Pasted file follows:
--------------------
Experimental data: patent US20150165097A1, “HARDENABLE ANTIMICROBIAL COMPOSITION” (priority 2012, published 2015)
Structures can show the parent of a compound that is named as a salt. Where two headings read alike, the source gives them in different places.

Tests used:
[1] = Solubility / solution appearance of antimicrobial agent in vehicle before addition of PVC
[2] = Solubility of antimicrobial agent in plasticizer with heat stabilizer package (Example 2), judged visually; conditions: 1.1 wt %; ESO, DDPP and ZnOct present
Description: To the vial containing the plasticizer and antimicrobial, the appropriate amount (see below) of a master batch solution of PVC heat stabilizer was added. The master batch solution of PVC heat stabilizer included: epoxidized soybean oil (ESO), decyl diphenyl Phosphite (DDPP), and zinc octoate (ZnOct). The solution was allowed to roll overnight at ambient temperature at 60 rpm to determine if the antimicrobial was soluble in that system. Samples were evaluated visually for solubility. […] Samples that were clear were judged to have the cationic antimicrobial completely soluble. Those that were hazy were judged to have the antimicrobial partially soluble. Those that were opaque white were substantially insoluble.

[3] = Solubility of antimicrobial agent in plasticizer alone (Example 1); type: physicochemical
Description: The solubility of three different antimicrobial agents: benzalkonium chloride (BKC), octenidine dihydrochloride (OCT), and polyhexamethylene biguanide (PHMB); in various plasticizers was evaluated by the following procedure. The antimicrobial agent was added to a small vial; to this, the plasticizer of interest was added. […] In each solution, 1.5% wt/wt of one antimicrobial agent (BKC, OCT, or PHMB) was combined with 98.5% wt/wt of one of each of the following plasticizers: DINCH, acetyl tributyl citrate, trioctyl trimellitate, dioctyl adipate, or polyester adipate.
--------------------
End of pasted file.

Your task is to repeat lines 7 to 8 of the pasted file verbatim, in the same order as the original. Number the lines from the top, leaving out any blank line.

[3] = Solubility of antimicrobial agent in plasticizer alone (Example 1); type: physicochemical
Description: The solubility of three different antimicrobial agents: benzalkonium chloride (BKC), octenidine dihydrochloride (OCT), and polyhexamethylene biguanide (PHMB); in various plasticizers was evaluated by the following procedure. The antimicrobial agent was added to a small vial; to this, the plasticizer of interest was added. […] In each solution, 1.5% wt/wt of one antimicrobial agent (BKC, OCT, or PHMB) was combined with 98.5% wt/wt of one of each of the following plasticizers: DINCH, acetyl tributyl citrate, trioctyl trimellitate, dioctyl adipate, or polyester adipate.